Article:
The hard part was recovering the bodies. Romesha led his men through open fire once again until they found Griffin, Martin and Gallegos. The barrage was so intense, that now-Staff Sgt. Armando Avalos had to use Gallegos’ body for cover. The two men were good buddies and he knew it was what Gallegos would have wanted, but it haunts him to this day. No one knew where Hardt was. Larson went to look for him, taking off all his gear so he could run faster, but Hardt wouldn’t be found until after the quick-reaction force arrived about sunset.
By the time Romesha learned a medical evacuation flight (MEDEVAC) was finally on the way for Mace (who had received five buddy-to-buddy blood transfusions, but would die anyway) and that he needed to clear the landing zone, Keating was in shambles. Many of the buildings had burned down, including the TOC, and others were piles of rubble. Shell casings lay everywhere and the bodies of insurgents lay scattered throughout the outpost.
The men had been fighting for 12 or 13 hours straight and they were exhausted, but there wasn’t time to process what had happened. They had to hold Keating for a few more days before they could finally leave the outpost, then they had to get through the second half of their deployment. The Army sent a psychologist to spend a lot of time with the men of Bravo Troop, to help them talk through the battle. That helped, but most of the men just shut off the pain, the fear and the grief until they got back to Fort Carson, Colo.
“We just kept on with our day-to-day business, bullshitting and laughing and joking around,” said Rasmussen. “I think we all just kind of suppressed it. There were still missions at hand and stuff that had to be done. For me personally, it didn’t register until I came back home, like that first week. That’s pretty much all I did, just sit there in amazement.” He still wonders if he could have done anything differently, wonders why he’s alive and eight other Soldiers aren’t. So does Larson, who is also still “jumpy.” He just completed flight school and flies Chinooks for the Nebraska National Guard now. That helps. It’s a distraction, at least.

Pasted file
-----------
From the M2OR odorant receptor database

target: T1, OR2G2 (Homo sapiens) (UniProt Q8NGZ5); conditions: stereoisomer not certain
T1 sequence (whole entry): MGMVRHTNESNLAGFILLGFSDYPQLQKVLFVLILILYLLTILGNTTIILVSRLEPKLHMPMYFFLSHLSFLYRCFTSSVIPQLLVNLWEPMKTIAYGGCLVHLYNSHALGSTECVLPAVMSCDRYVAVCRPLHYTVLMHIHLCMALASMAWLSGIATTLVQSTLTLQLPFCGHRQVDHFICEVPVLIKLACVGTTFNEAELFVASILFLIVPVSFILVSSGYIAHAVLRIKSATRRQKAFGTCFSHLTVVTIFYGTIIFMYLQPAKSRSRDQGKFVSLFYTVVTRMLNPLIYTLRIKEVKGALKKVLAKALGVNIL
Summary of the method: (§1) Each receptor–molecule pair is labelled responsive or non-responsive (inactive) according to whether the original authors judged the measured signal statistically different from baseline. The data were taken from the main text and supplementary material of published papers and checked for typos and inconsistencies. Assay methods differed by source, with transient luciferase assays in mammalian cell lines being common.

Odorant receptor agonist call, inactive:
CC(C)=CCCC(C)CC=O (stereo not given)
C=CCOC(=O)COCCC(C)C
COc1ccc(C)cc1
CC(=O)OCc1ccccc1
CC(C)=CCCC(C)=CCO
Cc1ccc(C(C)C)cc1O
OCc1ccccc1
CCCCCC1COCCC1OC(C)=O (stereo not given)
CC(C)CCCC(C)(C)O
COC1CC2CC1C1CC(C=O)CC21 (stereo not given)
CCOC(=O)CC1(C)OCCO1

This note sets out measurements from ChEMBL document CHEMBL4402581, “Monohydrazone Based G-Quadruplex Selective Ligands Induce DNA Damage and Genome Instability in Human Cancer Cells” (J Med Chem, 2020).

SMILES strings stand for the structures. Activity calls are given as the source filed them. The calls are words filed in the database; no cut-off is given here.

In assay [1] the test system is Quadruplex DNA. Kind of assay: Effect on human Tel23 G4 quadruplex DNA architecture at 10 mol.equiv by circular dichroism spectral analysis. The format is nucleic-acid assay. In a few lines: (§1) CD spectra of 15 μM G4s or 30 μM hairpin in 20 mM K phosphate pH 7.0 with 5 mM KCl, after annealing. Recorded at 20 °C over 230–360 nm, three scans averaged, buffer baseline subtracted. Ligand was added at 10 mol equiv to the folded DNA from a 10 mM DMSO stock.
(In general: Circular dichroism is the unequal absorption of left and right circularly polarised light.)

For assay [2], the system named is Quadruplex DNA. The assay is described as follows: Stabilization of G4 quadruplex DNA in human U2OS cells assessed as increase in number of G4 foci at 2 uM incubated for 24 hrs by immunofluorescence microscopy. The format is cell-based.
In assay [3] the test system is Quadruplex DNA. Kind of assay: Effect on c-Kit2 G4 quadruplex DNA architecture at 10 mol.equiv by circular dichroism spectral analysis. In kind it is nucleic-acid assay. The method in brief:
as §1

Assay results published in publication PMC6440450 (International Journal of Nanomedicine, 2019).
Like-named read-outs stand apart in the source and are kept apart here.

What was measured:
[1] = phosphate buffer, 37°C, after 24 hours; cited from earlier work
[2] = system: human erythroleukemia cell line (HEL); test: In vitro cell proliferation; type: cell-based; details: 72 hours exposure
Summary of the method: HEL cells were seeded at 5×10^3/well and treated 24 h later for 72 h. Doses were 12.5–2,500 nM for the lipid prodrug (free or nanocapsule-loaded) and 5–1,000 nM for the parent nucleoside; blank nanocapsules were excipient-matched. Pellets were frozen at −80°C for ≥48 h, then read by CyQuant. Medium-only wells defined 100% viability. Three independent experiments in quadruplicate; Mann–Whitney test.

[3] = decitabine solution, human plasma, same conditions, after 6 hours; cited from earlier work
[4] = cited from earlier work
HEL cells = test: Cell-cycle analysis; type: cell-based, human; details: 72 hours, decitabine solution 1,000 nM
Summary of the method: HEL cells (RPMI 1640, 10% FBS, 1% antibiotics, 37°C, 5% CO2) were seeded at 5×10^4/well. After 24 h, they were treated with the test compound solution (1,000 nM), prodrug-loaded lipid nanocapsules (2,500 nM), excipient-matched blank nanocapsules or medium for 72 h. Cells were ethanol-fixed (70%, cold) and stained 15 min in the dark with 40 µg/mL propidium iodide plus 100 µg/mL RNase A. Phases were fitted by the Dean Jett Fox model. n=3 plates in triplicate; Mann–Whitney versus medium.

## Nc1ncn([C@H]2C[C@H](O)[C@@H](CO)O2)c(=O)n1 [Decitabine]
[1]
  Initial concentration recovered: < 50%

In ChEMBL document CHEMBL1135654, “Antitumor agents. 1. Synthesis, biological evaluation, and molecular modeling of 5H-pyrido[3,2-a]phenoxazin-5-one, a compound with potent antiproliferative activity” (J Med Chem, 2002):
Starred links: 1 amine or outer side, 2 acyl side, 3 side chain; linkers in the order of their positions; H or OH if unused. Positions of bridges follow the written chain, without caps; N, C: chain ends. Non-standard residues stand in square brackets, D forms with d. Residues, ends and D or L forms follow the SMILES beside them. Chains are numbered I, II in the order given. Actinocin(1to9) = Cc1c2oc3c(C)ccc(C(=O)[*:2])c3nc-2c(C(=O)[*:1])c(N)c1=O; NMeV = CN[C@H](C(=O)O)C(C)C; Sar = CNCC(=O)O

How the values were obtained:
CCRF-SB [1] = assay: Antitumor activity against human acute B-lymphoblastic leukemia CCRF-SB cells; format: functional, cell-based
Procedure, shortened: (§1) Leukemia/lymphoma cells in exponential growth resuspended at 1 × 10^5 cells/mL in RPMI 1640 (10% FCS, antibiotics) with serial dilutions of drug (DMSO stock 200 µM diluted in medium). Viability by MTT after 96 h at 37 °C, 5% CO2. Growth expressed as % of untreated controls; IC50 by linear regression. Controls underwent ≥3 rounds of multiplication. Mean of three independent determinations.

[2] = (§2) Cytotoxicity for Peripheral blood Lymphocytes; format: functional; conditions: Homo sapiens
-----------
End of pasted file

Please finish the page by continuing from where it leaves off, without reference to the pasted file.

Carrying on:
Avalos, now a recruiter, is sad a lot, angry all the time and has trouble sleeping. He has an appointment with behavioral health in a couple weeks. He owes it to his family, to his Soldiers and to himself to get better, he said.
For his part, Romesha hasn’t noticed any lasting effects, nothing he can’t work through by calling Larson or Rasmussen. But he does have regrets, a lot of them: “I always felt like we could have done just a little bit more, could have been just a little bit faster, could have been just a little bit better. Watching the Soldiers who followed me, they did so much greatness, but for me personally, they threw us a lot and I thought I could do more.”